But it was not to be. O'Curry obdurately replied that, although he was not a classical scholar, the laws were not written in Greek nor in Latin, but in old Irish which had baffled the best classical scholars of Trinity College for generations. He added also that he had given more time and attention to the study and comprehension of their language, than any or all of the men who had lived in Ireland for the last two hundred years. In fine, he refused decisively to acknowledge the superiority of claims based on some acquaintance with the classics. On his refusal to accept a subordinate's post, the Commission delayed further action; it may have been with the benevolent intention of giving him time to reconsider the Secretary's theory; or it may have been, seeing there was a military element in it, with the strategic view of compelling the enemy to a surrender—for this great scholar was poor. But we would rather believe there is nothing in this supposition. At all events nothing came of the delay, on whatever grounds made, except the surrender of the Commissioners.

At the very close of the year, they, or all that were active amongst them, held a meeting in the Secretary's chambers, Trinity College, Dr. O'Donovan and Eugene O'Curry being present in attendance. At this meeting the Secretary communicated to the Commission Dr. O'Donovan's wish that the resolution which had appointed him sole editor should be rescinded, inasmuch as he felt the responsibility too great for him, and his desire that Mr. O'Curry should be appointed co-editor: in other words that they should be appointed joint editors. This was accordingly done, and the first delay, caused by the strange theory of the Commissioners, having come to an end, preparations were at once made for the work of transcription.

The transcription of the ancient Irish laws was begun on the 3rd of March, 1853. It was carried on with earnestness and vigour in Dublin, in London, and in Oxford, until the end of September, 1855, when an accurate and intelligible copy had been made of all the requisite manuscripts. In all, O'Curry's transcripts extend to 2,906 pages, and O'Donovan's to 2,491 pages. A certain number of copies were taken of these transcripts by the anastatic process.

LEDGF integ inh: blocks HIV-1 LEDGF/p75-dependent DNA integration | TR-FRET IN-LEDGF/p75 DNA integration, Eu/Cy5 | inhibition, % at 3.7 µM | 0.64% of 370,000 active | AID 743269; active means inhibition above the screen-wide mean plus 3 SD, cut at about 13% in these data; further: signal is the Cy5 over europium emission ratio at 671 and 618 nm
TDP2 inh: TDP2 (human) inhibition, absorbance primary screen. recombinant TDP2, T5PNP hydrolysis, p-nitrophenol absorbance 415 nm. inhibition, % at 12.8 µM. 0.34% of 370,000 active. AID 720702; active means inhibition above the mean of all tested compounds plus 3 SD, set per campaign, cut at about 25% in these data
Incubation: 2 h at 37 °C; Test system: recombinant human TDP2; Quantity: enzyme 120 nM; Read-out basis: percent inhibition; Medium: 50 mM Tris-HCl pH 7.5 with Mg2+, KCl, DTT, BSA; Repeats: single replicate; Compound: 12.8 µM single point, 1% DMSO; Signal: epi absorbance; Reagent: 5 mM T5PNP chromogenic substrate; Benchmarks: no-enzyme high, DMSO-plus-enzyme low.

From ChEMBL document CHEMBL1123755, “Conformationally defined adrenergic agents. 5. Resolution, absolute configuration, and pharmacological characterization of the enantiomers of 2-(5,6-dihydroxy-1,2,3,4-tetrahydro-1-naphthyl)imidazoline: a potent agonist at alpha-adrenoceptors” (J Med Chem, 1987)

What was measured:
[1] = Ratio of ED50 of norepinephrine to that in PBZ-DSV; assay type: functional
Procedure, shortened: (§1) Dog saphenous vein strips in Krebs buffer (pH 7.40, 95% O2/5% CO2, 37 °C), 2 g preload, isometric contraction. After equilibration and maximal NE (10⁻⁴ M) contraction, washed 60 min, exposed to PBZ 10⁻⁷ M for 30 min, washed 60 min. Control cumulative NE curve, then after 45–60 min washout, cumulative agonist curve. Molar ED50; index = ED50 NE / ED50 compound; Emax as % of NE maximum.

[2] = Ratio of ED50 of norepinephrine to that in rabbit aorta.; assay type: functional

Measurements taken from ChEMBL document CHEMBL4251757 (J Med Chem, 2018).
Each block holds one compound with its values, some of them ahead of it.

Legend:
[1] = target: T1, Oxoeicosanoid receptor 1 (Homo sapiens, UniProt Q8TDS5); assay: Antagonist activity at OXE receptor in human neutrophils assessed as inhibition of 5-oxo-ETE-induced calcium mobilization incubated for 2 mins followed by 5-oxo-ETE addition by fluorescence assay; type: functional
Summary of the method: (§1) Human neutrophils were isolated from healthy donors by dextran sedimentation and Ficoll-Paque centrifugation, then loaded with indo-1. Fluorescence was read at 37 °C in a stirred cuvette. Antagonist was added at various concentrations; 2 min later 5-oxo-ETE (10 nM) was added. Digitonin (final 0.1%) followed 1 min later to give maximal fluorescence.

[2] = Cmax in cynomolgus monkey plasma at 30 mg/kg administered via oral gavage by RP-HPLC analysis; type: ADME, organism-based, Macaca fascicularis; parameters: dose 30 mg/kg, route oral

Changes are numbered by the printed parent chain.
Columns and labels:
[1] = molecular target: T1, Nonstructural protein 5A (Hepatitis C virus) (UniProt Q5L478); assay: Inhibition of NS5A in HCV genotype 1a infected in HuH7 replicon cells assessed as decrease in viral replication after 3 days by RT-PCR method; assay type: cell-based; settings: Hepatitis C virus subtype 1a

Next commenced the work of translation, than which nothing of a similar nature could well be conceived more onerous, more difficult, or more time-devouring. The language was terse and technical, Each word, in many places, was a definition in itself, and imperatively required an exact and authoritative rendering into another language, which had not always a corresponding term. When it is considered that the tracts to be thus treated were the compilations of different periods; that hardly a clue to the customs of the times in which they were composed remained except what should be caught up in them; that a knowledge of their dialect had likewise long-perished, and had only been lately recovered—some conception may be had of the herculean task undertaken. The explanatory dictionary and glosses of O'Curry (then Professor in the Catholic University), compiled with so much labour and care, served as a key to those ancient law treasures. To that comprehensive and authoritative work, O'Donovan had naturally to make frequent reference, for distinguished Irish scholar as he was, he had had no previous acquaintance with this subject. To O'Curry, self-trained by special study, the ancient phrases had put off their strangeness and presented themselves in a considerable degree with familiar aspect. In this way during five years the work of translation went on, till in 1860, as much of it had been done as to induce the Commissioners to go to press with a volume. Altogether Professor O'Curry's preliminary translation fills thirteen volumes, and that of O'Donovan twelve volumes.

Anticipating that in the succeeding year, the translation would be ready to go to press, the Commissioners in their reply to an order of the House of Commons, dated 2nd August, 1859, wrote: "Inquiries have been made in different quarters for the purpose of procuring such assistance as may be necessary in accomplishing the work, which must soon commence, of editing the laws. As yet the Commissioners have not succeeded in securing the services of an editor competent in all respects to superintend the preparation of the English text. The editor charged with this office ought to possess an extensive acquaintance with legal archaeology, and it would be desirable that he should be in close communication with the gentlemen who have been hitherto employed in the work of translation. The Commissioners will take active steps to obtain the services of a competent editor with the least possible delay."